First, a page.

South Asia

Three held over India flat graft scandal

In this Nov. 9, 2010 file photo, an Indian laundry worker hangs clothes to dry on his terrace with the backdrop of the 31-story Adarsh Housing Society apartments in Mumbai, India.
Image caption The Adarsh Society building was originally planned for war widows

India's top investigation agency has arrested three people in connection with a building in Mumbai that has been at the centre of a corruption scandal.

The 31-storey Adarsh Society building was originally planned as a six-storey housing project for war widows.

But flats were sold to politicians and military officers, allegedly at prices far below the market rate.

The block, in an exclusive part of Mumbai, also exceeds the maximum height for buildings near the coast.

Maharashtra's chief minister, Ashok Chavan, had to resign after it emerged that relatives of his had flats in the building. He denied any wrongdoing.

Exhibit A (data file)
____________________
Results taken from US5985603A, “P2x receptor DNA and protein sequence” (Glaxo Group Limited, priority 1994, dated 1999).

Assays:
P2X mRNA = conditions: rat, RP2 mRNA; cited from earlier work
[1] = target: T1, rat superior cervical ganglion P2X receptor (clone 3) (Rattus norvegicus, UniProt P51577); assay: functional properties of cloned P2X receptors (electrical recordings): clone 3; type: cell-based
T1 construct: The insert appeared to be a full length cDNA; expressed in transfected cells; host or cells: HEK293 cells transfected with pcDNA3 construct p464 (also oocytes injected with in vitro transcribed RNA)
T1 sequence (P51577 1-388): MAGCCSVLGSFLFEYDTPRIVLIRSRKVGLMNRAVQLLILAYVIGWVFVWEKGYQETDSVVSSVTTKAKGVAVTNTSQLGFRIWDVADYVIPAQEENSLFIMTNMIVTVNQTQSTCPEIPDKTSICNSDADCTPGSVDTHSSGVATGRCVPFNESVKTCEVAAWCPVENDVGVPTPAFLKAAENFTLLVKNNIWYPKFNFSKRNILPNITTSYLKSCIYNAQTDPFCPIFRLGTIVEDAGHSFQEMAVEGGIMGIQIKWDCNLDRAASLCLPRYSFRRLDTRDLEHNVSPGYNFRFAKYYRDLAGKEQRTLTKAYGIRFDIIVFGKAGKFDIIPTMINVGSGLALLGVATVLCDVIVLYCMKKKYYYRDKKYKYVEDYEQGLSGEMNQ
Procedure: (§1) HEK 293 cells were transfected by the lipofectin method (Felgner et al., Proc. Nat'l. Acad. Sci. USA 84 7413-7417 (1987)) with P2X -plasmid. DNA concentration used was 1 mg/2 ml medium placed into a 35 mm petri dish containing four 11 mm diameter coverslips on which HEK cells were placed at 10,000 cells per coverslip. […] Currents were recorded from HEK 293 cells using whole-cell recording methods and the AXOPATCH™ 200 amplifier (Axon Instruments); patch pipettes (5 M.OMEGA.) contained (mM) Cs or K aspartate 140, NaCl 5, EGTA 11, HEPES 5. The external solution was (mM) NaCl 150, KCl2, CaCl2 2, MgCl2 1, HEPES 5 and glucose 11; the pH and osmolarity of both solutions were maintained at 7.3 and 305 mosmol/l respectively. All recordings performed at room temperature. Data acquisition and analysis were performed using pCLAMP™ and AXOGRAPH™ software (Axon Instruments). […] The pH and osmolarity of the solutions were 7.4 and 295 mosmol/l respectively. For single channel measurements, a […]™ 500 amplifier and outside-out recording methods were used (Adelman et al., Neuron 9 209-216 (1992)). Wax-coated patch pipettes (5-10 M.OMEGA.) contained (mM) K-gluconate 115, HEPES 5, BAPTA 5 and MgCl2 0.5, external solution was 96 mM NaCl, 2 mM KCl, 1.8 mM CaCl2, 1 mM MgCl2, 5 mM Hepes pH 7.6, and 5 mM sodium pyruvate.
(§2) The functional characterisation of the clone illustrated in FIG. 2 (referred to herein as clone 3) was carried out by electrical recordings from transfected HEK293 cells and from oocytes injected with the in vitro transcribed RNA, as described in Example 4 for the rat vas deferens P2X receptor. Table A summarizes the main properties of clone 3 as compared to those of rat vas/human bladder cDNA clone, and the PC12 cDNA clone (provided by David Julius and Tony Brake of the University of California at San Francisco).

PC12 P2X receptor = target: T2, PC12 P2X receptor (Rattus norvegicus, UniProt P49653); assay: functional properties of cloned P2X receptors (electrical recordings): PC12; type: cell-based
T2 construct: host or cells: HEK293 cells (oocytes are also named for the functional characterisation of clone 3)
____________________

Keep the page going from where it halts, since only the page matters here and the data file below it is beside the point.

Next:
On Tuesday, the Central Bureau of Investigation arrested three people - a retired bureaucrat and two former army personnel - in connection with the scandal.

They have been charged with criminal conspiracy, cheating, forgery and criminal misconduct.

Municipal authorities disconnected the building's water and electricity supply in 2010 after it was found to have violated environmental laws.

The Adarsh Society case is one of several corruption scandals that have shaken India's government.

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